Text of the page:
“When we look at the presidential election next year, we are headed towards a highly polarized environment, much like the rest of the region. I don’t see much room for a centrist candidate to emerge, to be competitive between Lula and Bolsonaro. I think both candidates are going to be very strong. People are underappreciating Bolsonaro's political capital, I think it's going to be a very tight election.”
“I think this congressional investigation [into the government's management of the COVID-19 response] is rehashing elements that have already been socialized in public opinion. I don’t think that it’s really bringing anything new from a public opinion point of view. So I don’t think that this is actually damaging the president’s approval ratings [...]. The president's approval ratings are going to follow the epidemiological facts on the ground."
41:00: At the worst moment of COVID, 25% of the population evaluated the president being excellent and good and 35% of the population approved the president (...) A president with 35% approval ratings isn't a weak president"
"Lula wants Bolsonaro in the second round and Bolsonaro wants Lula in the second round, because each of them have large vulnerabilities. So against a centrist candidate, each of them would probably lose."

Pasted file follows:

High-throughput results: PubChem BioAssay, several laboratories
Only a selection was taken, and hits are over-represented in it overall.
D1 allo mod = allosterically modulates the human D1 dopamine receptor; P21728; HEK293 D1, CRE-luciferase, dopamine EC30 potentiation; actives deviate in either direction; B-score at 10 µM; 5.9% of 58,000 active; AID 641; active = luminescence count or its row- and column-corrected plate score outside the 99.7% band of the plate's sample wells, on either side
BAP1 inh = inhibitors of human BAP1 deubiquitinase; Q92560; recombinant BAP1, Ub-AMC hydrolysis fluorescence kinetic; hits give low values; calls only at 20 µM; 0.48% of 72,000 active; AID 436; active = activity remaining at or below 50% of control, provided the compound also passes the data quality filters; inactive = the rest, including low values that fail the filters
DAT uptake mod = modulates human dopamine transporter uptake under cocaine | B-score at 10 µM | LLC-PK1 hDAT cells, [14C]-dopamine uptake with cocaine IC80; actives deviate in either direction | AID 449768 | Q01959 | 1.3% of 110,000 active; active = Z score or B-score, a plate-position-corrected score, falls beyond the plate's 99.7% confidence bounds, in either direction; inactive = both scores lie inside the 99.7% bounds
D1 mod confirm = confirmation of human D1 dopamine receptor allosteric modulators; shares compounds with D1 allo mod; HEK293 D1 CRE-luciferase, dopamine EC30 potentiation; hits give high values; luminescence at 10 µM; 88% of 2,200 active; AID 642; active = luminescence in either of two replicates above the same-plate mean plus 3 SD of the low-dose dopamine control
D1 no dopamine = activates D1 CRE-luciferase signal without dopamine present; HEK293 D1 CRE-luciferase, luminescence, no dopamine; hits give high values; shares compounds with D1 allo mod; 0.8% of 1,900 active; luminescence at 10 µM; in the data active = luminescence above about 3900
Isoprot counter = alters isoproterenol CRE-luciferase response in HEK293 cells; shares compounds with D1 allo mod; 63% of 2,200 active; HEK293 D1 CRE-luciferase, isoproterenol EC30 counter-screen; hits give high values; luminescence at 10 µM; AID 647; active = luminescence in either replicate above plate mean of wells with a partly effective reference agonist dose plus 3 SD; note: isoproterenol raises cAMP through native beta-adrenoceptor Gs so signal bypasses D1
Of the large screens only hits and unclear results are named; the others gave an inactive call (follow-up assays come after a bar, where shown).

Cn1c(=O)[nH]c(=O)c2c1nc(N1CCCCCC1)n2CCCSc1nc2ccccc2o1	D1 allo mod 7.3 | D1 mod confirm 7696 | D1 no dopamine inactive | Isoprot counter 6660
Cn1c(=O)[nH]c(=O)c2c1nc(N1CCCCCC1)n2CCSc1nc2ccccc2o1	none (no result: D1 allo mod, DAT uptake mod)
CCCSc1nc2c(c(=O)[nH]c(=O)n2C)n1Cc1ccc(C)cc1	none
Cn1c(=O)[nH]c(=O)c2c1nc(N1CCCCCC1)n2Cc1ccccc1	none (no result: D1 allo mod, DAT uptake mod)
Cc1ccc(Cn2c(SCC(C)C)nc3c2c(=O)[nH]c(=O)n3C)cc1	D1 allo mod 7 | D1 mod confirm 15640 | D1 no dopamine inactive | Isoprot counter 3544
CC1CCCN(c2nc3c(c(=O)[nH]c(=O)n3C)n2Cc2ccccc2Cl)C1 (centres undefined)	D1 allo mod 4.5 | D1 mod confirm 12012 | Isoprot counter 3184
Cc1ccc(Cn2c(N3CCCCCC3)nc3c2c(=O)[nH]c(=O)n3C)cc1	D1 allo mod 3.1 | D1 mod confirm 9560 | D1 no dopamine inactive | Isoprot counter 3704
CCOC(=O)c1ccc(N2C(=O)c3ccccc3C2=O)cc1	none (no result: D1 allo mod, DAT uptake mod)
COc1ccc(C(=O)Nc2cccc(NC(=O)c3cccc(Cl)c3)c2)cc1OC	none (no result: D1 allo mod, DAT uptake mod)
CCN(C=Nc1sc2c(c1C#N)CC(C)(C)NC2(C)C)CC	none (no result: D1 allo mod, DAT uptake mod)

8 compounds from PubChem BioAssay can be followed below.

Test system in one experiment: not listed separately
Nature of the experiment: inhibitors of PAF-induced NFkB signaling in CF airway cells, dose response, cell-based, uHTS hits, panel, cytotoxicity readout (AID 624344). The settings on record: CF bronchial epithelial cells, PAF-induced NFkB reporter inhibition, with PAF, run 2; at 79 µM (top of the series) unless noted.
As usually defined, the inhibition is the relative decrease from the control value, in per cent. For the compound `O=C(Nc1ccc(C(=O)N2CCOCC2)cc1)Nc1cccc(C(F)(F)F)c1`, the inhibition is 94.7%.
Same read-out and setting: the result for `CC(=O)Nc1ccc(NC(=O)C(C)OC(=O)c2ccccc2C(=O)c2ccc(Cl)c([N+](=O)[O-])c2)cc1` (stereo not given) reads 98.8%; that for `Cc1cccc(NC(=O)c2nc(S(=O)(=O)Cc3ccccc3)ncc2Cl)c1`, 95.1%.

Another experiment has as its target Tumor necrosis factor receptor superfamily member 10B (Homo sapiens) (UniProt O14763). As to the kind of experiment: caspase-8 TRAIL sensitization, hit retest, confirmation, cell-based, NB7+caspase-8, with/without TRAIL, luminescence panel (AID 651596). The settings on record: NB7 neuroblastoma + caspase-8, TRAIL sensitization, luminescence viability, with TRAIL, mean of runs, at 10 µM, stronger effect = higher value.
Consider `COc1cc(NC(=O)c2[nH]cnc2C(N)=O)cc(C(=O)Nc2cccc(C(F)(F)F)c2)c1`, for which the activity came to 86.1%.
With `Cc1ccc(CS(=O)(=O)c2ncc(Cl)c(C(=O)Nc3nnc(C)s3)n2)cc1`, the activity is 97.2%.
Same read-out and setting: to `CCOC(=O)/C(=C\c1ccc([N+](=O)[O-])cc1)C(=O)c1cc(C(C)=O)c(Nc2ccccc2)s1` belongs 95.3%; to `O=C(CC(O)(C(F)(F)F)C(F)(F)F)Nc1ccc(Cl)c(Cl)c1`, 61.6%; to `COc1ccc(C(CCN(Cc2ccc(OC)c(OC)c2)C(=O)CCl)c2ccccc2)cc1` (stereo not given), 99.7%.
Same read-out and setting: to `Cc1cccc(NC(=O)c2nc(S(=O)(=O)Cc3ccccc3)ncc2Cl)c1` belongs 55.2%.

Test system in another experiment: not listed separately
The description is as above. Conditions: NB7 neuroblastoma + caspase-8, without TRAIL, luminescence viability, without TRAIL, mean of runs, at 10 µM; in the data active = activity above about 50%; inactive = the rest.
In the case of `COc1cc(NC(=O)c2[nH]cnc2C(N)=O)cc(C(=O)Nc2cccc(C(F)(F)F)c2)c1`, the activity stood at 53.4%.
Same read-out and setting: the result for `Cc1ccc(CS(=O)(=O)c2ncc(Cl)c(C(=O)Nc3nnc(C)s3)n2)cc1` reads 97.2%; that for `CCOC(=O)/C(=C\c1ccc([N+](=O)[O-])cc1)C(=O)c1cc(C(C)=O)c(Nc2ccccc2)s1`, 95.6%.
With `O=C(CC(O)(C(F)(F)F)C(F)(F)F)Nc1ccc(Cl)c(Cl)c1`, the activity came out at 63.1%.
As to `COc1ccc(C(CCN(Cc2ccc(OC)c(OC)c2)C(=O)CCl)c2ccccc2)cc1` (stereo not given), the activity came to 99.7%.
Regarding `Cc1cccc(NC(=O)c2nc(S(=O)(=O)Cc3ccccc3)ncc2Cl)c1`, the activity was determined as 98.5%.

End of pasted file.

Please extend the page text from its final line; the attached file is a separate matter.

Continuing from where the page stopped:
“We have perhaps two different types of policies that are being implemented right now: one economic policy has much more to do with the privatization of important sectors of the government, or public concessions. We have a more specific track, that can be filled with measures [that do not require as much negotiation] as tax reform, or even fiscal reform. I don't think we have enough space for that […]. And besides that, we have another point right now, we have an inflationary perspective. We have now the highest level of inflation […] we are much over the limit of the inflation target.”
“[Brazil's military police and (to a lesser extent) civil police] are very politicized, they are supportive of Bolsonaro’s agenda and Bolsonaro’s perspectives of politics. And we have a political climate now in Brazil that reinforces the decision of the population to go to the streets and the decision of the polices at the state level to repress those demonstrations […] and we have signs that it may continue over the next months. This is a very important source of uncertainty.”
“The parliamentary inquiry [on the government's handling of COVID-19], they are providing an alternative narrative about the facts. Not exactly the same alternative narrative as the big media was capable of providing but a more official one, a more politicized one, in which you have a political element […]. It changes the political climate in the country.”
“When Lula came back to the political center, it changed completely. First of all, because we didn’t have until then a political competitor on the left wing of the political spectrum in Brazil that would be really competitive, that would really occupy the whole space. And Lula occupies the whole space with regards to the left.”
The Brazil Institute—the only country-specific policy institution focused on Brazil in Washington—works to foster understanding of Brazil’s complex reality and to support more consequential relations between Brazilian and U.S. institutions in all sectors. The Brazil Institute plays this role by producing independent research and programs that bridge the gap between scholarship and policy, and by serving as a crossroads for leading policymakers, scholars and private sector representatives who are committed to addressing Brazil’s challenges and opportunities. Read more